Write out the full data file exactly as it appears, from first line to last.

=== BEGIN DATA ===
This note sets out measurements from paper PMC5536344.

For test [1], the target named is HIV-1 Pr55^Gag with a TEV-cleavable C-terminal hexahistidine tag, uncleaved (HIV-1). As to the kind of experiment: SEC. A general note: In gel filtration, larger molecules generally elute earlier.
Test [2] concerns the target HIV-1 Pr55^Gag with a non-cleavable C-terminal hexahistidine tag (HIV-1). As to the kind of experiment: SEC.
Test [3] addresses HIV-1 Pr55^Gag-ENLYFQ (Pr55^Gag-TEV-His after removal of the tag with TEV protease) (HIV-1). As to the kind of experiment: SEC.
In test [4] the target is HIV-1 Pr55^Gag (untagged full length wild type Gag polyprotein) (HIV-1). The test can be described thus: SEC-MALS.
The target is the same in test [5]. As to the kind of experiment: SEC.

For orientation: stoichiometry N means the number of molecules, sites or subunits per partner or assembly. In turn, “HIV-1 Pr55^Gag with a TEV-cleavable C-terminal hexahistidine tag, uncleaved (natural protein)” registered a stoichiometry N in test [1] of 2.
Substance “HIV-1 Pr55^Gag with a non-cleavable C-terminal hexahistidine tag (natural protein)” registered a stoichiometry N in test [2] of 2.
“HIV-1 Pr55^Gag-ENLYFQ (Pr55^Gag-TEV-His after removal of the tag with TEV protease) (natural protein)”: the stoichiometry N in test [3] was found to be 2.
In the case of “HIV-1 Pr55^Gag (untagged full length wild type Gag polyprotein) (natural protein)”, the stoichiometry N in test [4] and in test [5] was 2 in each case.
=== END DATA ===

This note sets out measurements from paper PMC5536344.

For test [1], the target named is HIV-1 Pr55^Gag with a TEV-cleavable C-terminal hexahistidine tag, uncleaved (HIV-1). As to the kind of experiment: SEC. A general note: In gel filtration, larger molecules generally elute earlier.
Test [2] concerns the target HIV-1 Pr55^Gag with a non-cleavable C-terminal hexahistidine tag (HIV-1). As to the kind of experiment: SEC.
Test [3] addresses HIV-1 Pr55^Gag-ENLYFQ (Pr55^Gag-TEV-His after removal of the tag with TEV protease) (HIV-1). As to the kind of experiment: SEC.
In test [4] the target is HIV-1 Pr55^Gag (untagged full length wild type Gag polyprotein) (HIV-1). The test can be described thus: SEC-MALS.
The target is the same in test [5]. As to the kind of experiment: SEC.

For orientation: stoichiometry N means the number of molecules, sites or subunits per partner or assembly. In turn, “HIV-1 Pr55^Gag with a TEV-cleavable C-terminal hexahistidine tag, uncleaved (natural protein)” registered a stoichiometry N in test [1] of 2.
Substance “HIV-1 Pr55^Gag with a non-cleavable C-terminal hexahistidine tag (natural protein)” registered a stoichiometry N in test [2] of 2.
“HIV-1 Pr55^Gag-ENLYFQ (Pr55^Gag-TEV-His after removal of the tag with TEV protease) (natural protein)”: the stoichiometry N in test [3] was found to be 2.
In the case of “HIV-1 Pr55^Gag (untagged full length wild type Gag polyprotein) (natural protein)”, the stoichiometry N in test [4] and in test [5] was 2 in each case.